My brother Eddie pointed this out to me today and I was thrown aback at the realization that it's already been seven years since we lost Colin McRae.
In motorsport, fate tends to take our heroes away from us through the very way they gained their iconic stature. It's the tragic truth but in their sacrifice, new levels of immortality are reached.
NASCAR's Dale Earnhardt was killed on the final lap of the 2001 Daytona 500, Ayrton Senna lost his life in a crash while leading the 1994 Formula One San Marino Grand Prix, Australian racing icon Peter Brock struck a tree during the 2006 Targa West rally, IndyCar star Dan Wheldon was taken from us just months removed from his second Indianapolis 500 triumph ... The list goes on and on.
What makes it sting so much
If these titans are going to be taken from us before their time, it's best that they are taken while doing the very thing that made them who they are. That, and who he took with him is what makes the death of Colin McRae sting so much ... Even seven years later.
On September 15th, 2007, Colin was flying his helicopter near Lanark, Scotland and was also in the process of securing a ride for the 2008 WRC season. Riding with him was his five-year-old son Johnny and two family friends (Graeme Duncan and Ben Porcelli).
For unknown reasons, the chopper deviated from its intended path and struck some trees. The helicopter went down ... All four souls were lost.
It's difficult to take in
It was hard for me to understand as a young kid (yes, I'm only 20-years-old now). I could comprehend the loss of life, but I couldn't come to grips with the death of Johnny. I was under the childhood impression that parents can protect you, no matter what. This, it just didn't make sense to me.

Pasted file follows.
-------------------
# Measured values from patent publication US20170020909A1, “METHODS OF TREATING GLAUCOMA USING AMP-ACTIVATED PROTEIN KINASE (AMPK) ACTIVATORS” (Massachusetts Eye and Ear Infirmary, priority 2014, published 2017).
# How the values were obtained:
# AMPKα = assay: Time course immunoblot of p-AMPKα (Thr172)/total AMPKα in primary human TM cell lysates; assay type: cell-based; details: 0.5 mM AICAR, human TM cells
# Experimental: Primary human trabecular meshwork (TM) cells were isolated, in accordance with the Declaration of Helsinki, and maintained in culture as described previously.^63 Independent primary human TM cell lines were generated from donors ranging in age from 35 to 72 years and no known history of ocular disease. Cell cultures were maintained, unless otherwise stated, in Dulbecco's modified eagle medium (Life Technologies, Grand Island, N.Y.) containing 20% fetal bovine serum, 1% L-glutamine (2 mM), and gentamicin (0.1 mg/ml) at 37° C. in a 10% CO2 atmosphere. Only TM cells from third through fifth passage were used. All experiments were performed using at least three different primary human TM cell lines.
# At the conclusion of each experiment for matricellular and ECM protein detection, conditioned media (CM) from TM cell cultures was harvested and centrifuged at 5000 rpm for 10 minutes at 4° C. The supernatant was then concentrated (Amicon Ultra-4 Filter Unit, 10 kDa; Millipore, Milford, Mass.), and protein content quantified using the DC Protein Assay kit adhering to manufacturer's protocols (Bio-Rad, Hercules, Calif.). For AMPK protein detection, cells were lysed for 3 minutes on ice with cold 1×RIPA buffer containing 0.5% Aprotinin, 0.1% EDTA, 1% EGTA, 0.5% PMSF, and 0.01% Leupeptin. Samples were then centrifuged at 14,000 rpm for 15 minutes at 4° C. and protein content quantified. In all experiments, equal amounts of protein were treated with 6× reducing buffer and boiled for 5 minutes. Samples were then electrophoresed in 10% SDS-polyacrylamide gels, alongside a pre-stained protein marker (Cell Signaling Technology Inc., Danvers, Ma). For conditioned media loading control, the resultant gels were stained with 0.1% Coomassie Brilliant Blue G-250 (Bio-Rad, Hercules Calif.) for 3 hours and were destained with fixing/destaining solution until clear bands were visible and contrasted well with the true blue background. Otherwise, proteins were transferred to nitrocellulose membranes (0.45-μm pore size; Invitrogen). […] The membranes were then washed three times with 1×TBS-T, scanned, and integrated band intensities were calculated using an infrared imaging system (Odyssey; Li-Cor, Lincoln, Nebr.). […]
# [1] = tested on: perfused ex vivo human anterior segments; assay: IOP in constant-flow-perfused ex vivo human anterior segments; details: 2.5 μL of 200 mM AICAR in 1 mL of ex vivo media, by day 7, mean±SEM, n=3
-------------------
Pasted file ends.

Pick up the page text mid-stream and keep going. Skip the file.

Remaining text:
We can take solace in the fact that Colin was already immortalized, he had already left his mark. There are tribute rallies all over the place for him and plaques/statues in various locations. But what about Johnny? He was never given the chance to leave his mark, to carry on his father's legacy.
His life had just begun and seven years later, I feel ashamed that I couldn't remember his name without using Google today. I was stunned and upset with myself really. How could I forget his son's name? That is the part of this that is so difficult to take in and move on from. The sons of fallen fathers are always there to pick up the torch and heal the wounds (see Dale Jr.), but that's not the case here.
Rattled to the core
This tragedy rattled all those within the rallying community right to the very core. McRae was the 1995 WRC champion and had collected 25 victories throughout his impressive career. The loss of his five-year-old son is something that took a number of people multiple years to come to terms with.
On the helicopter that day, we lost a legend, we lost the future, and most of all, we lost four souls. Remember them all, and unlike me, don't forget the name Johnny McRae.